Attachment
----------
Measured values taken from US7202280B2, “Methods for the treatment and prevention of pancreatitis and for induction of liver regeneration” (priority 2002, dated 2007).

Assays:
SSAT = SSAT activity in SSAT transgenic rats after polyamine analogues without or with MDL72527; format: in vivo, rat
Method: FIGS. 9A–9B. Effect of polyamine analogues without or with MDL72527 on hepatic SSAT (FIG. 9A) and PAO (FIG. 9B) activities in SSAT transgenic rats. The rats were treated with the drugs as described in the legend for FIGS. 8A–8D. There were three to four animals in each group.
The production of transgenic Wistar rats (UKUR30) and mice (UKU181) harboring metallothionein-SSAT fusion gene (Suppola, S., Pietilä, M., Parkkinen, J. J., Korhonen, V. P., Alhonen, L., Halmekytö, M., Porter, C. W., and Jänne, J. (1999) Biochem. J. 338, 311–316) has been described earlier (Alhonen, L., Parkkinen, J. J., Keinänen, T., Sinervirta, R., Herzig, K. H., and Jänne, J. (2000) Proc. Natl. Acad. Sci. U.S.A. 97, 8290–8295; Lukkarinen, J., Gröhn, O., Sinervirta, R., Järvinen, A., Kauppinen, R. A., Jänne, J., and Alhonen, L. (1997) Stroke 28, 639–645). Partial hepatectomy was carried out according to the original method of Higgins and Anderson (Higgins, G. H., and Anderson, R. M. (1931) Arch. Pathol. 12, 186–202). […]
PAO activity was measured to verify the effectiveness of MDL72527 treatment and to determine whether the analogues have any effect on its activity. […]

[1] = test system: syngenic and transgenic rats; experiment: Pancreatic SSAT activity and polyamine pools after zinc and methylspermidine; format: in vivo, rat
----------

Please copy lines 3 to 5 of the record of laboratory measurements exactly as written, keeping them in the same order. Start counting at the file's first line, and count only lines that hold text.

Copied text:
SSAT = SSAT activity in SSAT transgenic rats after polyamine analogues without or with MDL72527; format: in vivo, rat
Method: FIGS. 9A–9B. Effect of polyamine analogues without or with MDL72527 on hepatic SSAT (FIG. 9A) and PAO (FIG. 9B) activities in SSAT transgenic rats. The rats were treated with the drugs as described in the legend for FIGS. 8A–8D. There were three to four animals in each group.
The production of transgenic Wistar rats (UKUR30) and mice (UKU181) harboring metallothionein-SSAT fusion gene (Suppola, S., Pietilä, M., Parkkinen, J. J., Korhonen, V. P., Alhonen, L., Halmekytö, M., Porter, C. W., and Jänne, J. (1999) Biochem. J. 338, 311–316) has been described earlier (Alhonen, L., Parkkinen, J. J., Keinänen, T., Sinervirta, R., Herzig, K. H., and Jänne, J. (2000) Proc. Natl. Acad. Sci. U.S.A. 97, 8290–8295; Lukkarinen, J., Gröhn, O., Sinervirta, R., Järvinen, A., Kauppinen, R. A., Jänne, J., and Alhonen, L. (1997) Stroke 28, 639–645). Partial hepatectomy was carried out according to the original method of Higgins and Anderson (Higgins, G. H., and Anderson, R. M. (1931) Arch. Pathol. 12, 186–202). […]